- Associated Press - Monday, June 26, 2017

OOLITIC, Ind. (AP) - While limestone mining isn’t exactly a foreign concept to many Lawrence County residents, it’s not something out-of-state folks see every day.

On Wednesday, the Lawrence County Tourism Commission hosted a tour of Indiana Limestone Co.’s facility and Empire Quarry in Oolitic. The company has produced limestone used for the Empire State Building in New York, the Pentagon and Yankee Stadium.

Mary Duerksen, an Ann Arbor, Michigan, resident who was visiting her daughter, Kelsey, of Bloomington, said she’s fallen in love with Indiana, so the tour seemed like a good way to learn about the state’s important limestone history.

“I thought this would be a great opportunity,” Duerksen said. “I just never understood the whole concept (of limestone), as we don’t really do a lot of mining in Michigan. My only reference was ‘Breaking Away.’ It’s so amazing how they handle it back here, and it was amazing to see (Empire Quarry).”

Tom Rizzo, a Long Island, New York, resident who was also visiting family in Indiana, brought his grandson Maksim along for the tour. For Rizzo, it was his first quarry tour. Like Duerksen, he wasn’t too familiar with limestone history.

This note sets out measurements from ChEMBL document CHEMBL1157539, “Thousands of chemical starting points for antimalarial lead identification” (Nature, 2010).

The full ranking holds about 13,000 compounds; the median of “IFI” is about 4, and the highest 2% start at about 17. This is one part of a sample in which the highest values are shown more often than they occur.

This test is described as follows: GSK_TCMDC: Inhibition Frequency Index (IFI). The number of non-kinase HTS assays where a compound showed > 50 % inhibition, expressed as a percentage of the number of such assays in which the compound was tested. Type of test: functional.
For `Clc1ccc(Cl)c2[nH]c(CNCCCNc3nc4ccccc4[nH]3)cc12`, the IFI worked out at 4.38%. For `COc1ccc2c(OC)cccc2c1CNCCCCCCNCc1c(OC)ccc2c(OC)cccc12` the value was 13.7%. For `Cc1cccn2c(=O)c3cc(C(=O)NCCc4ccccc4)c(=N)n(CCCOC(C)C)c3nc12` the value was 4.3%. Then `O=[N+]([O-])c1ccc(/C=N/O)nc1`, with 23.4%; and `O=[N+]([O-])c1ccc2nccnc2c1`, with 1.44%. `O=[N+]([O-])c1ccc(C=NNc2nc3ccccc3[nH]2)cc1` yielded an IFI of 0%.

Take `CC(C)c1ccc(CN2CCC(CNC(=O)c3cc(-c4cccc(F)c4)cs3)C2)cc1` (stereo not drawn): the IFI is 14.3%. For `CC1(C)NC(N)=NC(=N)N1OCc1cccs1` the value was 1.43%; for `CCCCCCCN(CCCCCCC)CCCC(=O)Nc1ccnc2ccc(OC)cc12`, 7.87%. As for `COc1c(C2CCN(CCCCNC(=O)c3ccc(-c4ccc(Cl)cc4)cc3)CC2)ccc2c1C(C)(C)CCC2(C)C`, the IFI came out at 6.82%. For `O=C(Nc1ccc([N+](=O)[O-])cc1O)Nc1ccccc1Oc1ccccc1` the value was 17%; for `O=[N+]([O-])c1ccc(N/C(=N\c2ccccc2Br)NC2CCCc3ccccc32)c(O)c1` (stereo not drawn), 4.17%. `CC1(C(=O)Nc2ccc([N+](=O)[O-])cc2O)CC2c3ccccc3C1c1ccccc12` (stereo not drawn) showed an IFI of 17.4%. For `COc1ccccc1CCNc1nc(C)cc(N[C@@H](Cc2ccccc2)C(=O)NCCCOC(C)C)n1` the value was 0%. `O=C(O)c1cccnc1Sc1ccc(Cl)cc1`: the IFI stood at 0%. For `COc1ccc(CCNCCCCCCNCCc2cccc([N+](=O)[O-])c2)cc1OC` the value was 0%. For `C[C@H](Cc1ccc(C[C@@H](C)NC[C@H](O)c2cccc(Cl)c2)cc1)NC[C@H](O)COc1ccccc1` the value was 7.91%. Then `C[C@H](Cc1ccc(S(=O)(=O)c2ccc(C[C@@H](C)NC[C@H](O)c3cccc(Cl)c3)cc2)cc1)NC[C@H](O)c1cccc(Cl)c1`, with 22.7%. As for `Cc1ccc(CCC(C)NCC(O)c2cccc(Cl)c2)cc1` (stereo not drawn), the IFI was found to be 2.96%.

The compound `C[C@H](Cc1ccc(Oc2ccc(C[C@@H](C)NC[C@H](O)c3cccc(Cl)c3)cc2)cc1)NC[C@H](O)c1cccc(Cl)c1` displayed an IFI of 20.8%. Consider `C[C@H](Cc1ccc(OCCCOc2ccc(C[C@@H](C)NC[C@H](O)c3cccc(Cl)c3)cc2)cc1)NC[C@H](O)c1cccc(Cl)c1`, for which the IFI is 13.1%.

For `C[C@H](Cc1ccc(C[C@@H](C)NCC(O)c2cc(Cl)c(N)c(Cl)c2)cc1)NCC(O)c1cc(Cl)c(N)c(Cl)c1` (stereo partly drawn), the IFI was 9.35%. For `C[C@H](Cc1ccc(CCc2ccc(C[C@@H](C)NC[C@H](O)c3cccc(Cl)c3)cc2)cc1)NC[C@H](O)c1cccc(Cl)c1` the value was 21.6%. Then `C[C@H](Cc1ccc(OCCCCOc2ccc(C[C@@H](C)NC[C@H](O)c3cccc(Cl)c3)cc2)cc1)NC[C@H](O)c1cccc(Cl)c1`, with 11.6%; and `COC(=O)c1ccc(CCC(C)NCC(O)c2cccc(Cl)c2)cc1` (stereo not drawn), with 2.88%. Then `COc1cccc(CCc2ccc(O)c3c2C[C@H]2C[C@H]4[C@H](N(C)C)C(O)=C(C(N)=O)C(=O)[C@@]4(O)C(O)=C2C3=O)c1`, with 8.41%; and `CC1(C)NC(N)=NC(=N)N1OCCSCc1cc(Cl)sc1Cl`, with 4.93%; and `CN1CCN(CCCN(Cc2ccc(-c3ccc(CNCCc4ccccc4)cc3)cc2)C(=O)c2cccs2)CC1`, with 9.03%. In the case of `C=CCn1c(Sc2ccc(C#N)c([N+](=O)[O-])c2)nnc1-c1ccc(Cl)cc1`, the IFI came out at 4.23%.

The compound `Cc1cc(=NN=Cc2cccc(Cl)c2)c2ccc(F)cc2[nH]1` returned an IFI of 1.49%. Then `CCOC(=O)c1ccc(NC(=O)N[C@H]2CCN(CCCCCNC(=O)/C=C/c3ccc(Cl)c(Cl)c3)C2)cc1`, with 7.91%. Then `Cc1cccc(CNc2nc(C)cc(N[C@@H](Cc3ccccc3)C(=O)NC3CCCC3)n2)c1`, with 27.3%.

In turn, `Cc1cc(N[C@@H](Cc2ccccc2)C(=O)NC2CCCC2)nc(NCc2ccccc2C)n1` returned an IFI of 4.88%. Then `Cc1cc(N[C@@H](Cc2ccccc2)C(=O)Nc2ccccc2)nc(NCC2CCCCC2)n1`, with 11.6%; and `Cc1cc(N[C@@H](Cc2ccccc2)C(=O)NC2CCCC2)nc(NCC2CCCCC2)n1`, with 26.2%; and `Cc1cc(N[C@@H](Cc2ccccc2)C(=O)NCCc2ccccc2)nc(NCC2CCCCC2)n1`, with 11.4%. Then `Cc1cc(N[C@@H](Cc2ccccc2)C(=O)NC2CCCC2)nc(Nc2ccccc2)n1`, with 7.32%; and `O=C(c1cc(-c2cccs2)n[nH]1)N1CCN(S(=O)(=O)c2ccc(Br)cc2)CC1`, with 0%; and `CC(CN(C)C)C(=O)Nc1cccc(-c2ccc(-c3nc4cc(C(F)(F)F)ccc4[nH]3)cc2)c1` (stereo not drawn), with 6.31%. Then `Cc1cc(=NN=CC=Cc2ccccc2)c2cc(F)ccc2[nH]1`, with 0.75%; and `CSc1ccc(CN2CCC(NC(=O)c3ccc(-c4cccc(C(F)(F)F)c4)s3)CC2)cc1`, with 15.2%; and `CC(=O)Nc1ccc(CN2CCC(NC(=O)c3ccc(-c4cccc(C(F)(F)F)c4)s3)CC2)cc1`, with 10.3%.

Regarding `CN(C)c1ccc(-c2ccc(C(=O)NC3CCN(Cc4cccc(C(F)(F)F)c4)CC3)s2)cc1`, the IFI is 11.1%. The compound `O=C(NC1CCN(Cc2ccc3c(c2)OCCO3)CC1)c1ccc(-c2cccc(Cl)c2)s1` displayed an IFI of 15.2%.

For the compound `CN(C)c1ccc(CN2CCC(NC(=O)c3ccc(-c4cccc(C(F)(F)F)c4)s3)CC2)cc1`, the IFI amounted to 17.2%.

“We’ve enjoyed seeing all this,” Rizzo said. “I liked seeing the cutting of the stones, and all the equipment.”

The Empire Quarry has been in operation for more than 80 years. Indiana Limestone has about 4,500 acres of property between Lawrence and Monroe counties. The company estimates it has about 150 years of known limestone reserves.

The tour also played into various interests of the attendees. Some, especially those who grew up in the area, noted the nostalgia of the tour.

Paula Patton, a Bloomington resident, said it was nice to see a quarry “with permission” this time, alluding to the popularity of using quarries as a swimming hole. The practice is dangerous and is generally considered trespassing.

“I’m a Hoosier … I swam in the quarries growing up,” Patton said. “It’s great coming back here with permission. I could do this all day long.”

For Gene Abel, a Lawrence County resident who has been working to restore limestone works in the Green Hill Cemetery, the tour made him think about his family’s connections to the limestone industry. He’s been on tours, but it was his first time on a tour of the Indiana Limestone Co.’s modern Oolitic operations.

“It’s been enjoyable and it’s educational for me to see all these changes,” Abel said. “My grandfather, Thomas Abel, was head blacksmith for Indiana Limestone back in the 1920s and 1930s. And my dad was a blacksmith after him. … It was a big business back then, but now it’s modernized. That’s what happens, though. … We have a real history here.”

A sense of pride was felt by some people as they overlooked the operation at Empire Quarry. Lloyd Harry, from Evansville, said he visited quarries in Italy about five years ago, but there’s an extra sense of pride at a more local one.

“It’s some cool stuff,” Harry said. “The limestone’s been used for the state capitols, the Pentagon, the (Washington) National Cathedral … that’s definitely a source of pride.”


Source: The (Bedford) Times-Mail, https://bit.ly/2rZ47Dm


Information from: The Times-Mail, https://www.tmnews.com

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